Takeda joins microbiome-focused biotech partner's $52.6M raise as it pursues more in-house cancer work
A high-profile collaboration with Takeda back in late 2018 bestowed upon Enterome some pharma validation and significant cash — $50 million upfront and another $15 million in R&D cost offset — to fund its microbiome platforms. It also represented the last of such licensing deals you’ll likely see from the French biotech in a while.
In the first financing since 2017, Enterome has topped up its reserves to $52.6 million (€46.3 million), most of which is going to the first-in-human studies of its cancer immunotherapy in recurrent glioblastoma and adrenal tumors.
“It’s good to make deals, but it’s taking time to the management to handle the collaboration after all,” CEO Pierre Belichard told Endpoints News. “And it was about time for us to fully invest into our value creation for our shareholders by probably decreasing the number of deals and more developing our internal pipeline.”
Unlike some of the other microbiome players Takeda — and Enterome’s other past partners such as Bristol Myers Squibb and J&J, for that matter — has enlisted, Enterome doesn’t directly leverage bacteria from the gastrointestinal tract as drugs. Rather, it has over the years amassed a database of all the proteins and peptides secreted by the bacteria from which to mine potential treatments for diseases ranging from inflammatory bowel disease and Crohn’s disease to cancer.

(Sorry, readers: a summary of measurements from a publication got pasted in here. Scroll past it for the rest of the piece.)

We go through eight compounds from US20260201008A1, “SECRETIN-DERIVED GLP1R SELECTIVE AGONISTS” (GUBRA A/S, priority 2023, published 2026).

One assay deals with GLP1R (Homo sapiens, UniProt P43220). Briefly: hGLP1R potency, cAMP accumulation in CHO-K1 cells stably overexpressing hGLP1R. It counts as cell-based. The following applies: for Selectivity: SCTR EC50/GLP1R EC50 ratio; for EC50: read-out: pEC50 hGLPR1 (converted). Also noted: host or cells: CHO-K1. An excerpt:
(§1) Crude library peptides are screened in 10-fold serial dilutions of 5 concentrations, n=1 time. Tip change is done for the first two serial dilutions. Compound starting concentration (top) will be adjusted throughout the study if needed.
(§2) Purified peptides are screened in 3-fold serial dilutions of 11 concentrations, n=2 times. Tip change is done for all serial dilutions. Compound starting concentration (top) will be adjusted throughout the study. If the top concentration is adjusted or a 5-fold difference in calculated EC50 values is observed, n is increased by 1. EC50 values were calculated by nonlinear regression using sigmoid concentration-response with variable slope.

That means essentially seeing bacteria as a provider of drugs or, in the case of its OncoMimic platform, bacterial antigens similar to tumor-associated antigens that can induce a specific immune response.
While protected in the GI tract, these microbiome-derived peptide antigens are identifiable by their epitopes to memory T cells such that once they are spotted in the blood, they activate a rapid immune attack, according to the CEO.
“What we’re developing is a way to induce a never-seen-before human response which is directed first towards the bacterial epitope, but in turn against the tumor and we hopefully will see in the clinic infiltration of the brain tumor or the adrenal tumor,” Belichard said.
EO2401, the lead asset which combines three of these OncoMimic antigens, is being tested in both the US and Europe.
A second candidate, EO2463, is scheduled to enter the clinic in 2021 for B-cell malignancies such as lymphomas and leukemias. Meanwhile, Enterome is pushing an unpartnered hormone mimetic designed to induce secretion of IL-10 to treat IBD.
Enterome is also assisting Takeda in the proof-of-concept Crohn’s disease trial for the FimH blocker sibofimloc.
Takeda participated in the Series E alongside SymBiosis, a microbiome-focused fund, and existing investors Seventure, Health for Life Capital, Principia, Omnes Capital and Nestlé Health Science. Part of the funds comes from a loan provided by the European Investment Bank.